Five ways invoice finance can solve your funding needs | moneyfacts.co.uk

Moneyfacts.co.uk will never contact you by phone to sell you any financial product. Any calls like this are not from Moneyfacts. Emails sent by Moneyfacts.co.uk will always be from news@moneyfacts-news.co.uk. Be Scamsmart.


Michelle Monck

Michelle Monck

Consumer Finance Expert
Published: 18/05/2021

The examples in this article have been provided by Satago, an invoice finance lender. 

As we look tentatively towards a post-pandemic future, businesses are weighing up their finance options. One product you might not have considered is invoice finance.

Invoice finance allows you to advance a percentage amount of your invoices and get paid early for completed work. This amount can vary by lender - you can compare these and other eligibility requirements on our invoice finance chart. Used the right way, it can help you improve cash flow, fund new projects and grow your business.

Here are five scenarios where invoice finance can provide the perfect solution for your funding needs.

You have customers on long credit terms

If you have customers on 30 to 90-day payment terms, invoice finance can ease cash flow while you wait to be paid. So, you can comfortably afford your weekly/monthly payroll and outgoing bills.

One business that took this approach is Kladworx Ltd, an external façade company run by husband and wife, Peter and Katy Overton. With customers on long credit terms, they needed funds to ease cash flow, so they approached invoice finance provider, Satago.


“I’ve used invoice factoring in the past but found it inflexible.” Says Peter, “We wanted a system that would be versatile and that was moving with the times. We found Satago through a financial broker and found their fees and customer service to be excellent. We soon had the account set up, and were financing our first invoice, which it must be said was in our bank within hours of approval.”

You’re funding a new project

You need to spend money to make money, as the old saying goes.


When your business wins a new contract, you may find yourself with several upfront costs, from hiring new staff members to buying equipment. Without cash in the bank, you won’t be able to make these initial investments, leaving you with no choice but to turn down work.


By using invoice finance to free up money from your sales ledger, you can invest in the resources you need to get the job done. Giving you the opportunity to accept more work and increase your revenue potential.


For example, Carbon247 is a business that provides energy-saving initiatives to homes. Director Vaughen Roberts needed cash in order to grow the business across multiple energy suppliers. He applied for an £850k single invoice finance facility and used the money to successfully scale his business.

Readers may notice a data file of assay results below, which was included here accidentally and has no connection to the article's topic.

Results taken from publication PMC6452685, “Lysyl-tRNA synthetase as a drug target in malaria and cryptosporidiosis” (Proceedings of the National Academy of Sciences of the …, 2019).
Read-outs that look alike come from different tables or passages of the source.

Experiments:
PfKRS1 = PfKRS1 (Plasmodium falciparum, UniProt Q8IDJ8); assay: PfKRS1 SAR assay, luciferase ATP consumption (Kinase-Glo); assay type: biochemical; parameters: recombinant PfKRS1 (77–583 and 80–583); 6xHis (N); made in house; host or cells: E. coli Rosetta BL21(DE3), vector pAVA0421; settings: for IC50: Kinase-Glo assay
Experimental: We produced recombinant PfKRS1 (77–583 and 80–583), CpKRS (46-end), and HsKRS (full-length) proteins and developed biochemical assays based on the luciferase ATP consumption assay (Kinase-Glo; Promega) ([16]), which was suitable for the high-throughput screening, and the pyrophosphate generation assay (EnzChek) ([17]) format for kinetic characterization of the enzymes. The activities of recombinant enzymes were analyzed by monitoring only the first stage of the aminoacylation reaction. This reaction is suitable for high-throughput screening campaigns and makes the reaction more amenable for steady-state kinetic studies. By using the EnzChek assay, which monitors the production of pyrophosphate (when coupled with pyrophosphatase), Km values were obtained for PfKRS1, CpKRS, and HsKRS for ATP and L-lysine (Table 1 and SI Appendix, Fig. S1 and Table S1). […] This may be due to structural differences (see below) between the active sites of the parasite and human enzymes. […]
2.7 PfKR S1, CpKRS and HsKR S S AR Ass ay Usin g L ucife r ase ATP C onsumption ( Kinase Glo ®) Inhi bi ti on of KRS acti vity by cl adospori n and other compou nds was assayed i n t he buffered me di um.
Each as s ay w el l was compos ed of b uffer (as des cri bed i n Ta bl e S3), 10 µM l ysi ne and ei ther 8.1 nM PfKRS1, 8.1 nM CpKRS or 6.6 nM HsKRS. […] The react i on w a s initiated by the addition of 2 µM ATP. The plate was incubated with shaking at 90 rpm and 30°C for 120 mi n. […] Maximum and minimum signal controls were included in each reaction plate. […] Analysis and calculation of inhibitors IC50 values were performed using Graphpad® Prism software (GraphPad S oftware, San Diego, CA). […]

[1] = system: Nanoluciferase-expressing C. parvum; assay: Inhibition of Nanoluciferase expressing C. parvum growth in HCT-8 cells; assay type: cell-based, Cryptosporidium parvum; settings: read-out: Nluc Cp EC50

You keep creeping into your overdraft

If you have a high debtor days average and your monthly outgoing payments often push you into the red, invoice finance can provide a better option than a traditional overdraft.
Unlike overdrafts, invoice finance is designed to help your business grow and plan for the future. Invoice finance is a more flexible solution than an overdraft, meaning you can access more cash without the need for additional security.

You need funds yesterday

Business loans can provide a great solution when you need investment in your company. But what if you need the money now? With the exception of the recently closed Bounce Back Loan scheme (BBLs) and Coronavirus Business Interruption Loan scheme (CBILs), business loans can take a while to set up. Especially if they require collateral.


The Recovery Loan Scheme (RLs) was recently introduced to fill the void left by BBLs and CBILs, but with many lenders yet to be accredited, it has got off to a disappointingly slow start.
The benefit of invoice finance is that it’s fast and relatively hassle free. Modern lenders leverage open banking to make the process even faster and will often be able to provide you with funds within a few days of your application.

Your company doesn’t have assets

Business loans will generally require security. If your company has assets, such as property or expensive equipment, you can use these as collateral when applying for a loan. If your company does not have assets, you may be asked to use personal assets such as your house as security, which not all business owners feel comfortable with.


The great thing about invoice finance is that, whilst you may be asked to sign a debenture or personal guarantee, the lender won’t take a legal charge over your home. That’s because the invoice itself serves as collateral. As long as your invoices are within payment terms and your customers have a decent credit score, you can advance a set percentage of their worth without putting your personal assets at risk.

Disclaimer

Information is correct as of the date of publication (shown at the top of this article). Any products featured may be withdrawn by their provider or changed at any time. Links to third parties on this page are paid for by the third party. You can find out more about the individual products by visiting their site. Moneyfacts.co.uk will receive a small payment if you use their services after you click through to their site. All information is subject to change without notice. Please check all terms before making any decisions. This information is intended solely to provide guidance and is not financial advice. Moneyfacts will not be liable for any loss arising from your use or reliance on this information. If you are in any doubt, Moneyfacts recommends you obtain independent financial advice.

business man and woman shaking hands

Cookies

Moneyfacts.co.uk will, like most other websites, place cookies onto your device. This includes tracking cookies.

I accept. Read our Cookie Policy